It’s not always about Dumbo, but he still flies.
The 1941 Disney classic “Dumbo” may have lasted for only an hour, but it still took a lot of imagination to bring to life an elephant with big floppy ears. It was colorful in its animation, especially the “Pink Elephants on Parade” hallucination number, it won the Oscar for Best Original Score, and it offered a fresh friendship between Dumbo the elephant and Timothy the mouse.
Tim Burton’s latest remake of that film isn’t as awe-inspiring or imaginative as the classic, but it still offers an outsider’s persona that the filmmaker usually offers (“Batman,” “Edward Scissorhands,” “The Nightmare Before Christmas,” etc.). And it’s not just about the elephant. It’s also features a circus star losing his left arm after World War 1, and his two kids: one’s smart and the other is flexible.
That’s when we get to know Holt’s two kids. The eldest is Millie (Nico Parker), who doesn’t want to exploit herself as a circus star. Instead, she plans to be a scientist, and prove to everyone she’s an independent woman. And there youngest is Joe (Finley Hobbins), who decides to train Baby Jumbo with a feather, and that’s how he flies.
You know these parts. The circus fans tease Baby Jumbo, by calling him Dumbo, and Mama Jumbo attacks them, thus branding her a “Mad Elephant.” And when Dumbo flies in the next show, he’s immediately made into a star. That’s when circus entrepreneur V.A. Vandevere (Michael Keaton) decides to invite Medici and his family to his circus. A little “Batman Returns” reunion for Burton, Keaton, and DeVito. Only thing is Keaton plays the bad guy.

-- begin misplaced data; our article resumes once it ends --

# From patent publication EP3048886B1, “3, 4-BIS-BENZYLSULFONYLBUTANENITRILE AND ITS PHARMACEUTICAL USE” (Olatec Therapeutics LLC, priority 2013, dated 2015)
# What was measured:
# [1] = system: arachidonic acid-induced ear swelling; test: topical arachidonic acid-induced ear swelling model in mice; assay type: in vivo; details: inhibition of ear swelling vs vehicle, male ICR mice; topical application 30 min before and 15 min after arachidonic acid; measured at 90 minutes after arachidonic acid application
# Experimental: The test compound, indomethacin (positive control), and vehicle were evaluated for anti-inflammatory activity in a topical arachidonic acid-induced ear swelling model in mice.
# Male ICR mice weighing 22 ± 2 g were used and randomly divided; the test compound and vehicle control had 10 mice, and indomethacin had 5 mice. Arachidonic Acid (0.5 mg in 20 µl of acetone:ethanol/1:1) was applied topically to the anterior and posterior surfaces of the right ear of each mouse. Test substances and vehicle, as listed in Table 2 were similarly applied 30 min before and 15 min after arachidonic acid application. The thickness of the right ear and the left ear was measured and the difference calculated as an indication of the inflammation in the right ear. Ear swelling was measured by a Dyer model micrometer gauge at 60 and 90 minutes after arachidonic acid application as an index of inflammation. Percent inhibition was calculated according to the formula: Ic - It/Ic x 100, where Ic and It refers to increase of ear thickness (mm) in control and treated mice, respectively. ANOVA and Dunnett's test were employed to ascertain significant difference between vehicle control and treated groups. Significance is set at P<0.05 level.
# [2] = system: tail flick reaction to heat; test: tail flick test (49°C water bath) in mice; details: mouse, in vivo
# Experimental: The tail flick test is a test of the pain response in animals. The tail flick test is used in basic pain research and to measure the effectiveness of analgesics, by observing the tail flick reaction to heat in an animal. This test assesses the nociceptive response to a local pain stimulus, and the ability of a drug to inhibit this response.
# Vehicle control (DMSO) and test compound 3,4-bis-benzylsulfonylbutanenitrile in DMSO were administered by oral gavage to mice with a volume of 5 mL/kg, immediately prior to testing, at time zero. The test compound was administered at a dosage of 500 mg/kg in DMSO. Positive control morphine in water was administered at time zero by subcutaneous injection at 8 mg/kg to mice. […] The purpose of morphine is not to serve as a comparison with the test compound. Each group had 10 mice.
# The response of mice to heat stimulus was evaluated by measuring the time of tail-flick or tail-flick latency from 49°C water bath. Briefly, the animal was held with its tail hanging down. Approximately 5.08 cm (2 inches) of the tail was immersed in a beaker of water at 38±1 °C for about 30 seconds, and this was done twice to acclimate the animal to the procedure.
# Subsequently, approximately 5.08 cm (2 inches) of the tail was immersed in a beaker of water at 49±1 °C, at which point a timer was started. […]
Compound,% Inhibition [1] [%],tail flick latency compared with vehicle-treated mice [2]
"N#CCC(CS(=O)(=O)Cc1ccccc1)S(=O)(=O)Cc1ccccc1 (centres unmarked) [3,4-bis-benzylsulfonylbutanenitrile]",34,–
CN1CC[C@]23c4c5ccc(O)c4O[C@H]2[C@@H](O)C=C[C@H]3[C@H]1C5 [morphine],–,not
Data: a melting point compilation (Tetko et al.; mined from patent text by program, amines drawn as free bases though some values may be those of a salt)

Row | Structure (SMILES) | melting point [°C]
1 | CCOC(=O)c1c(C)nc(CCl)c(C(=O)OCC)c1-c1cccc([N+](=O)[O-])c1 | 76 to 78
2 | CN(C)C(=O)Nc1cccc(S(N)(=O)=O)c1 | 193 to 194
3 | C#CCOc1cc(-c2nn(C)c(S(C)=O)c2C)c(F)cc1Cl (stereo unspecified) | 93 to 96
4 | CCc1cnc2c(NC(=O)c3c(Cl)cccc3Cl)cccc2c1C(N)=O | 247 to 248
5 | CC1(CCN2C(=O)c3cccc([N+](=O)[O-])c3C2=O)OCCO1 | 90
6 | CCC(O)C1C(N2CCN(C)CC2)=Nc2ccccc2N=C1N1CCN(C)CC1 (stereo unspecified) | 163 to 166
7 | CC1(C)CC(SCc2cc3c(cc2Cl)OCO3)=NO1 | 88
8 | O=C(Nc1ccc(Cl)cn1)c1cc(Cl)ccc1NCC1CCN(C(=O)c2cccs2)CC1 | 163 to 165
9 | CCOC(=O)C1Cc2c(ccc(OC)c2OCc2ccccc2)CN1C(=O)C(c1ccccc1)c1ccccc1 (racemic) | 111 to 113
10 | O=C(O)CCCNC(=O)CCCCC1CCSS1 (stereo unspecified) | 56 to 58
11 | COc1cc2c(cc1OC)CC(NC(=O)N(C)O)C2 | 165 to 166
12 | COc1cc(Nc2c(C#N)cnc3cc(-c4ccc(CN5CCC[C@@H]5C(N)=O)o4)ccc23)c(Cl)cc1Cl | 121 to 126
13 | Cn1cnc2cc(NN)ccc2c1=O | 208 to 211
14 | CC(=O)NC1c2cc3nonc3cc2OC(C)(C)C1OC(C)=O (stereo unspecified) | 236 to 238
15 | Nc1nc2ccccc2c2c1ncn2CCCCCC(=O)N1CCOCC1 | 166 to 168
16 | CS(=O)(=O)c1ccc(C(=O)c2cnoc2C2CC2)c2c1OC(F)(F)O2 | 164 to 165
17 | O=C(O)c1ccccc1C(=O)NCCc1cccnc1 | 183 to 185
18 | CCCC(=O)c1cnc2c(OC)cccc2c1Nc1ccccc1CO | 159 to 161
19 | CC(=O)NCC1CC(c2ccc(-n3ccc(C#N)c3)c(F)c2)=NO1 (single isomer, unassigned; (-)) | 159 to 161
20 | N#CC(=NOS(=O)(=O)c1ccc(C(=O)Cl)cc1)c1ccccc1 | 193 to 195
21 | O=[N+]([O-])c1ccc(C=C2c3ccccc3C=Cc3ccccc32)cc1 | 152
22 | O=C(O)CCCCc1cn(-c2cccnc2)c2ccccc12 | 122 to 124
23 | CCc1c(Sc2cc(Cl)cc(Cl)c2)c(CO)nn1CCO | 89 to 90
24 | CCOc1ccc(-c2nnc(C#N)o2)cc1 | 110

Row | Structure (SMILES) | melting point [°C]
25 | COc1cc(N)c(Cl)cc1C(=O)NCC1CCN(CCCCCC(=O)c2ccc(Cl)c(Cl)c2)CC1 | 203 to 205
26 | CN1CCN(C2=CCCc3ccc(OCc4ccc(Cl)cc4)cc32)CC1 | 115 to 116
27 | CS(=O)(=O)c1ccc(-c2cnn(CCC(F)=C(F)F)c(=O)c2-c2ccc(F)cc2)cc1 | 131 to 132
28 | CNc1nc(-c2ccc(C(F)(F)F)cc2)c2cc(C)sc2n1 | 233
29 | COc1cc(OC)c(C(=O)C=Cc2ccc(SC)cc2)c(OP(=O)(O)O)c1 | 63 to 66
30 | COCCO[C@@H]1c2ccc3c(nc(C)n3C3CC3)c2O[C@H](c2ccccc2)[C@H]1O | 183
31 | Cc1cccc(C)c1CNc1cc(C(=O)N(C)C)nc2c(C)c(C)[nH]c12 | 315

“Dumbo” is the next Disney film to get a remake, following the success of “Cinderella,” “The Jungle Book,” and “Beauty and the Beast.” It’s not as open-minded as those films, because of the cynicism aimed against the elephant and human characters, and because the bubble version of “Pink Elephants on Parade” isn’t as wondrous as the original.
And you also get some fine work from Farrell, DeVito, and Keaton, and a marvelous supporting role from Eva Green as a French trapeze artist. She isn’t given the bad guy’s assistant cliches; she’s a confident woman. This remake deserves more confidence in its characters, but at least, it’s about learning to gain some.